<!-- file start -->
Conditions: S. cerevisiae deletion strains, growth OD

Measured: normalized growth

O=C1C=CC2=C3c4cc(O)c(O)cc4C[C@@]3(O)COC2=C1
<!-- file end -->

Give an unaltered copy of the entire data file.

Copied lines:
Conditions: S. cerevisiae deletion strains, growth OD

Measured: normalized growth

O=C1C=CC2=C3c4cc(O)c(O)cc4C[C@@]3(O)COC2=C1